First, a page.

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It’s Okay To Not Be Okay: Breaking the Stigma of Mental Health in the Medical Field

Written by Jennifer Burkett, BCOM Class of 2020

It is obvious there is a large stigma around mental health, especially, in the medical field. According to a recent article in Clinical Psychiatric News, titled “What stops physicians from getting mental health care,” if a physician marks a box indicating they have had a diagnosis of, or treatment for, a mental illness on Board Licensing forms, their mental history is dissected under a microscope. However, this is not true with other impairing disorders like seizures and diabetes control. Additionally, there is no research to support the idea that asking about a physician’s mental illness improves patient safety. So why are physicians being punished for admitting something that will affect one in four people in the entire world at some point in their life?

Physicians are working to resolve this policy on a national level, but in order to help locally, the Mentality Initiative to Nurture Doctors (M.I.N.D.) will help by breaking down the stigma surrounding the conversations of mental health issues. This will be accomplished through a volunteer basis. Volunteers can submit their stories discussing their own mental health stories, past or present, formally diagnosed or not. Each volunteer will be rewarded with a gift to demonstrate BCOM’s appreciation towards these individuals who work with us to break these socio-normative constructs. BCOM’s Mental Health Task Force and our BCOM clubs have graciously donated items in support of this movement.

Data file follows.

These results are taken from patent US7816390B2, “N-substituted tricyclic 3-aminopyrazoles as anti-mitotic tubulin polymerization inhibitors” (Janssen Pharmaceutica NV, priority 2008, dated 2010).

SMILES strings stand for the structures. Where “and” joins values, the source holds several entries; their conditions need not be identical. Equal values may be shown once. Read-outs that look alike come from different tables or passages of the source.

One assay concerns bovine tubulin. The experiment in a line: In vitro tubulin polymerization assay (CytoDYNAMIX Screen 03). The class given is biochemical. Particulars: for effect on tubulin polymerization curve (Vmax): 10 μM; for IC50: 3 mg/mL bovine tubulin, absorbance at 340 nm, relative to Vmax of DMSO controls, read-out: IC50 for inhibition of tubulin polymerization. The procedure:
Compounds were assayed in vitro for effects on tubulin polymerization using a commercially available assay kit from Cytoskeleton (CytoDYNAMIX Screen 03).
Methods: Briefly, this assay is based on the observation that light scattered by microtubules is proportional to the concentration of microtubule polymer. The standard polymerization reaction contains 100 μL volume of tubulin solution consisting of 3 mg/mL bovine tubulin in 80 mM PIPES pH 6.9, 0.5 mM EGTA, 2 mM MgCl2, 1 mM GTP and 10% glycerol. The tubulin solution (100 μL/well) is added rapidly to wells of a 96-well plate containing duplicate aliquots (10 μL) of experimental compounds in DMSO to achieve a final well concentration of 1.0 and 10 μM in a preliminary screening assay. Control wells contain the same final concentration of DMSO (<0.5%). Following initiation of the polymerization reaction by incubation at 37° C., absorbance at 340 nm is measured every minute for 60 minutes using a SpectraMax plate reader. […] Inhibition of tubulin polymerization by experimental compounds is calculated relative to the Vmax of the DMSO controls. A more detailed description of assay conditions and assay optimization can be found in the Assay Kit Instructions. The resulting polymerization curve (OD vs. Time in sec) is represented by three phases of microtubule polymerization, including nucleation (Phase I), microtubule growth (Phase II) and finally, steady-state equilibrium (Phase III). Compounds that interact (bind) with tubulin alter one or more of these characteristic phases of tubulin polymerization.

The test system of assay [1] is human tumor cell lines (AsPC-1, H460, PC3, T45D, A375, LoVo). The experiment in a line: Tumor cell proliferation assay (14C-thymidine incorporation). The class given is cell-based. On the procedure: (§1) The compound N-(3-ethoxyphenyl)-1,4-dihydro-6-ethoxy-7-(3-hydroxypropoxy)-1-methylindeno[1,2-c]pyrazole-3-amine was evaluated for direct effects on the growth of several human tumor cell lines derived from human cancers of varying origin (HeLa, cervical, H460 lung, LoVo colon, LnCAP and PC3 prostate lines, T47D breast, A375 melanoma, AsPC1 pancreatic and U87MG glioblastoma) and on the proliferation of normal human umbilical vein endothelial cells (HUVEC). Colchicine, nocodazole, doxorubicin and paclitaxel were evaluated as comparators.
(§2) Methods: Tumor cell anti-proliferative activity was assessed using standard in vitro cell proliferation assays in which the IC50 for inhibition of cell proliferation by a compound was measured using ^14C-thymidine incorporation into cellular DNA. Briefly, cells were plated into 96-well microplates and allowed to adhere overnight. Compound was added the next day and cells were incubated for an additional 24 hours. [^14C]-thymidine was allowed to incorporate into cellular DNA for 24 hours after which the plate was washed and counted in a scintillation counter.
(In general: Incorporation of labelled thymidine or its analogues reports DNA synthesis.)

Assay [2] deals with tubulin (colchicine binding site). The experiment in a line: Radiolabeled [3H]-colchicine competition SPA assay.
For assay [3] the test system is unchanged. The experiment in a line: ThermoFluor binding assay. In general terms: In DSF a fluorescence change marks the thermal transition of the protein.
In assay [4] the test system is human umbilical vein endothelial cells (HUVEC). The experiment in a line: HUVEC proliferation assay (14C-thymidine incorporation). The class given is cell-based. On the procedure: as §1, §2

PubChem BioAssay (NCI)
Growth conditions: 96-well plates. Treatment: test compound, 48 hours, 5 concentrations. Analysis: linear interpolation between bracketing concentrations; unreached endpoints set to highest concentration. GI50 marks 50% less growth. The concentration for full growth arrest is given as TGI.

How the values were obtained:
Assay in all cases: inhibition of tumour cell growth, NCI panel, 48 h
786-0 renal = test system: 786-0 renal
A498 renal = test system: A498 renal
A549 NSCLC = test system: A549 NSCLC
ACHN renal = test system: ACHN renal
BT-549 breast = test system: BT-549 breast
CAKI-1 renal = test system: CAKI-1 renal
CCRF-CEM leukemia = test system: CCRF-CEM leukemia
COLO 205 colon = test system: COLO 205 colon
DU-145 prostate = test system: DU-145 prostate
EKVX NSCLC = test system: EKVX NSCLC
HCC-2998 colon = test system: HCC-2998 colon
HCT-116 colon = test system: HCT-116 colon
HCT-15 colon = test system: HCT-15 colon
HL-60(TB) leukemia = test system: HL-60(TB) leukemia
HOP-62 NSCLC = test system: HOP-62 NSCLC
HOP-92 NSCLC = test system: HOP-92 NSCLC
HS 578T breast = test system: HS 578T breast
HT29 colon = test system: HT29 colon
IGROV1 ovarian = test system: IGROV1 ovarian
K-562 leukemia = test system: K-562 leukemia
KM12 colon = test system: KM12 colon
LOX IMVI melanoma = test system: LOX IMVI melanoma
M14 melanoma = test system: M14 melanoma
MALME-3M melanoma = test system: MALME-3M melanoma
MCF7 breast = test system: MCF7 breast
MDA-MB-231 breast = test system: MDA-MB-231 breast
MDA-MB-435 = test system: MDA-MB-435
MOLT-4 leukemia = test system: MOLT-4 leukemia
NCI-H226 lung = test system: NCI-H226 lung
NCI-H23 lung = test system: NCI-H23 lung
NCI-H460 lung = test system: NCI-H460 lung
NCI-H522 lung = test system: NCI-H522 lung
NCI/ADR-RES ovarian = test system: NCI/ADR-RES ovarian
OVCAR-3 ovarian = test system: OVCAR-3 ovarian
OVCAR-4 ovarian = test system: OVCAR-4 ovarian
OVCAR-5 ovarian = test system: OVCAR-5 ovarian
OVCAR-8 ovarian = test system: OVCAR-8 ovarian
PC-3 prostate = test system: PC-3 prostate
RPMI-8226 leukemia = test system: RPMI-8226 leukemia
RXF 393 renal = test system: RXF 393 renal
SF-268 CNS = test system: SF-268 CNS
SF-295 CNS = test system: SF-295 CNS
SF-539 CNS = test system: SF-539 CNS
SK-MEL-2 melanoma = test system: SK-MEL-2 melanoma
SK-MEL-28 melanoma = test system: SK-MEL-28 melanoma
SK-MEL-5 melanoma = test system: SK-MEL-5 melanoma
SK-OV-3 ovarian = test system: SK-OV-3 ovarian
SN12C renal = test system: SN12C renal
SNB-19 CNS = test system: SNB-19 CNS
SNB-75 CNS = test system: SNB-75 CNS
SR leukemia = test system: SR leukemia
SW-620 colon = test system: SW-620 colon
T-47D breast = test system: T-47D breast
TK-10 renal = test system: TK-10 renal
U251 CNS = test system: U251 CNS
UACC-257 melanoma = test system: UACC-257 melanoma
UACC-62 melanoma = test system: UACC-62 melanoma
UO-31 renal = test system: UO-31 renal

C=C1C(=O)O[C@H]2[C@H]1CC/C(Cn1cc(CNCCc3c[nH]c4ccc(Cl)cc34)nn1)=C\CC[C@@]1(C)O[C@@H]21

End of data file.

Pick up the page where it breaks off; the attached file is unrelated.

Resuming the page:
If you are interested in sharing your story, please send an e-mail to

Our first story is my own. Growing up I was a very happy child; however, when I went off to college I had a hard time adjusting and fell into a deep depression. Thankfully, I had an amazing support system and was encouraged to seek help. I saw a therapist for several years to work through my depression and discovered the root of my depression stemmed from my underlying anxiety. After talking with a therapist, I went to a physician and was diagnosed with PTSD and depression. It took a while, but I was able to learn coping mechanisms, was placed on an SSRI, and continued seeing my therapist. Although I have gotten better at controlling my PTSD and depression, I still get overwhelmed, have nightmares and flashbacks, and feel depressed at times. But my support group, my boyfriend, and my friends help keep me grounded throughout the chaos that is medical school. My advice to everyone is to seek help before it is too late because you cannot help your patients if you do not help yourself first.

“Suicide is a permanent solution to a temporary problem.” – Phil Donahue

Jennifer Burkett
Burrell College of Osteopathic Medicine
Medical Student (OMSII)
Psych Cinema, President